Electoral Finance Act in Court of Appeal today

October 23rd, 2008 at 8:05 am by David Farrar

The is hearing today an appeal in the case has brought against the Attorney-General over whether the is consistent with the Bill of Rights Act.

I blogged back in June the High Court decisions:

As I said earlier the protection of parliamentary privilege saw the challenge to the Electoral Finance Bill dismissed. The similar case against the Electoral Finance Act also was dismissed on the grounds it was asking the Court for an abstract ruling (ie just asking whether the EFA breached the Bill of Rights Act).

The hearing today is before Appeal Justices Glazebrook, O’Regan and Arnold. Originally it was to be heard by just one permament Court of Appeal Judge and two High Court Judges, but now all three Judges hearing it are permament members of the Court of Appeal – possibly an inidcation of the importance of the case?

A copy of the appellants submission is here: boscawen-submissions-ca.

What was sought:

In the High Court proceeding, the appellants sought declarations that provisions in the Electoral Finance Act 2007 (“EF Act”) were inconsistent with fundamental civil and political rights affirmed by the Bill of Rights Act. As the offending provisions in the EF Act germinated from the original (“EF Bill”), the appellants also claimed that the Attorney General should have drawn them to the attention of the House of Representatives during the legislative process. The appellants sought declarations that the Attorney breached his statutory duty under s.7 by failing to do so.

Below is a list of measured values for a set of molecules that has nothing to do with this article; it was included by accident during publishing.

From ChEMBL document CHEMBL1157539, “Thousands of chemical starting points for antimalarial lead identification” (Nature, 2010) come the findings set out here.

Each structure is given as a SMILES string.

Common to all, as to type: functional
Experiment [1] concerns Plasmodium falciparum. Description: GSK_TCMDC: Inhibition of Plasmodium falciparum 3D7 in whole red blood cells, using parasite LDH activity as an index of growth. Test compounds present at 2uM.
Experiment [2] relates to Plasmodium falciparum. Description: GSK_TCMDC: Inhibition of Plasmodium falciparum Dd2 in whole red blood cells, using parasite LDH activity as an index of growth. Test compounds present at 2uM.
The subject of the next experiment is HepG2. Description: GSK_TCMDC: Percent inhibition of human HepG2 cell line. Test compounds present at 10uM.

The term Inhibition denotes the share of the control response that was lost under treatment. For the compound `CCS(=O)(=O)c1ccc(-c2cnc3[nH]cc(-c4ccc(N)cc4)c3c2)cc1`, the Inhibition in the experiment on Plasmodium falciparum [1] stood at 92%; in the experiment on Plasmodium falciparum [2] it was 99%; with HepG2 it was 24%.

And what happened in the High Court:

Clifford J in the High Court granted the Crown’s application and struck out the ASOC in its entirety. Clifford J expressed reluctance to make declarations of inconsistency, particularly on an abstract basis, without clear jurisdictional guidance from this Court1. He also followed the 1994 High Court decision of Mangawaro Enterprises Limited v Attorney General (“Mangawaro”)2, and obiter dicta comments from McGrath J in Awatere Huata v Prebble (“Awatere Huata”)3 and found the Attorney General’s exercise of statutory power under s.7 to be non-justiciable.

Most of the argument will be around whether the Court can make a declaration of inconsistency regarding a law and the Bill of Rights Act. To date no court has done so, but Boscawen cites previous judgements that have alluded to the desirability of doing so. It will be an interesting outcome either way.

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11 Responses to “Electoral Finance Act in Court of Appeal today”

  1. Lee C (4,516 comments) says:

    What will it achieve – the EFA has done its job, and two weeks away from the general election, Labour still disregards the laws it set out for others, and dips into the taxpayer-purse to spend on electioneering, while lesser mortals are left too confused afraid or intimidated to enjoy unlimited freedom of expression because they couldn’t afford to pay the fines if they were to fall foul of the Law.
    This has been a phony election. Phony because it is about ‘trust’. Phony because Labour never intended to obey the EFA. Phony because the EFA supporters are a bunch of sanctimonious self-serving prigs who claim to be doing it ‘for the people’ when the ony ones they are doing it for are for themselves.
    Should be called the ‘EPA’ –
    Electoral Phonies Act.

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  2. kiwipolemicist (393 comments) says: